I was recently asked what the difference is between program evaluation and TCOM? My response was first of all, that TCOM is clearly not in opposition to program evaluation, and in fact outcomes monitoring is an important part of program evaluation. However, TCOM has a unique approach to evaluation problems, and also is larger than just program evaluation, and attending to all of these is totally the fun part!
Fundamentally, TCOM tools are meant to simplify communication across a system. They identify the fundamental actions that are being decided upon in a multiple-program system, and make it easier to appropriately act on them. Doing this already impacts your system, and thus when you use a tool to evaluate the program in such an environment, you have to be careful.
The science of program evaluation is premised on giving objective measures of program operations, and as such has historically set up processes to avoid “circularity.” A typical program evaluation model is to administer an abstract tool at the beginning and end of treatment, and then to measure the change. The tool is meant to not influence treatment, and instead to measure the client at such a level of abstraction that the assessment itself should NOT impact the scoring. As such, it is meant to accomplish the most objective measure of a program’s impact (i.e. “efficacy.”)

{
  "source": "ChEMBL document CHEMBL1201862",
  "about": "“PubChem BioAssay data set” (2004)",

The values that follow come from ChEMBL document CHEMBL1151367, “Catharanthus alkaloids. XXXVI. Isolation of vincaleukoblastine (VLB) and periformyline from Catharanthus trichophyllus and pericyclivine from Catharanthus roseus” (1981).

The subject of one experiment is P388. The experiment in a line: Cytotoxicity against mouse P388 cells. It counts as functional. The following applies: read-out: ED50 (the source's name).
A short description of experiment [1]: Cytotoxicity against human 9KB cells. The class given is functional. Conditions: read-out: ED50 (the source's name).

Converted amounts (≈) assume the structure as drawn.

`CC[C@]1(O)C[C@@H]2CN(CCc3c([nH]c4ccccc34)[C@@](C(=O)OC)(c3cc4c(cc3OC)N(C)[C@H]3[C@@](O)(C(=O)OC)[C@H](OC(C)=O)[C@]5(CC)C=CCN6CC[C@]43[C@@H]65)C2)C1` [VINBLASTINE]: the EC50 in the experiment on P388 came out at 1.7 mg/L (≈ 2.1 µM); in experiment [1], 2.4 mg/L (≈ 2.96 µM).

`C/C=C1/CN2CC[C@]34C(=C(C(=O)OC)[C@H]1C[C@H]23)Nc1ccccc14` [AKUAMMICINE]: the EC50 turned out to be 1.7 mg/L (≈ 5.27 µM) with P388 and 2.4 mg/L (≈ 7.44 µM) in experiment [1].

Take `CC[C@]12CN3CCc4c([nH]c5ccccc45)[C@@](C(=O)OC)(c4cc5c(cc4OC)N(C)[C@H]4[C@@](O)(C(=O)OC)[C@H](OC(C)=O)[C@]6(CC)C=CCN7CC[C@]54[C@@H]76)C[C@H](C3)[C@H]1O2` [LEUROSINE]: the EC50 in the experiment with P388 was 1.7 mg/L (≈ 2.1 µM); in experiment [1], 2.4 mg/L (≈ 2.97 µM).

In contrast, TCOM tools are first and foremost clinical tools: structuring the assessment and referral process. The idea is that we regularly ensure that everyone is using the tool reliably, and thus we have a reliable measure – but yes, we are measuring something new. As one does TCOM, they are moving their program around in ways that make classical evaluation models difficult to use, because the program is not staying still. While as a scientist I agree this makes things difficult, it is also what is—and has always been—true about community-based programs. Community based care is messy and dynamic. While abstract measures of small parts of it are possible, and even valuable in many situations, they are not the only measures we have of our work that can show us if we’re doing a good job (i.e. being “effective”.) This is where communimetric science steps in.
When the communication is reliable, we have a new way to measure what’s going on. We can measure that people are communicating about new things, or in new ways – and these changes are the new source of our evaluation data. When I say the outcomes have improved in a program that is measured with TCOM, I’m saying that overall the needs of people in the program are reducing. This is not an abstract designation. It is measurable not only in terms of TCOM, but can even be translated into FTEs (less work to be done, means less spent on workers doing it.) Yes, it is a measure impacting what’s in that “black box” of a program– but it’s a solid measure that means something, so we should use it.
I’ll be writing more about the way TCOM interacts with the field of program evaluation, as well as quality monitoring and care management, in the year ahead.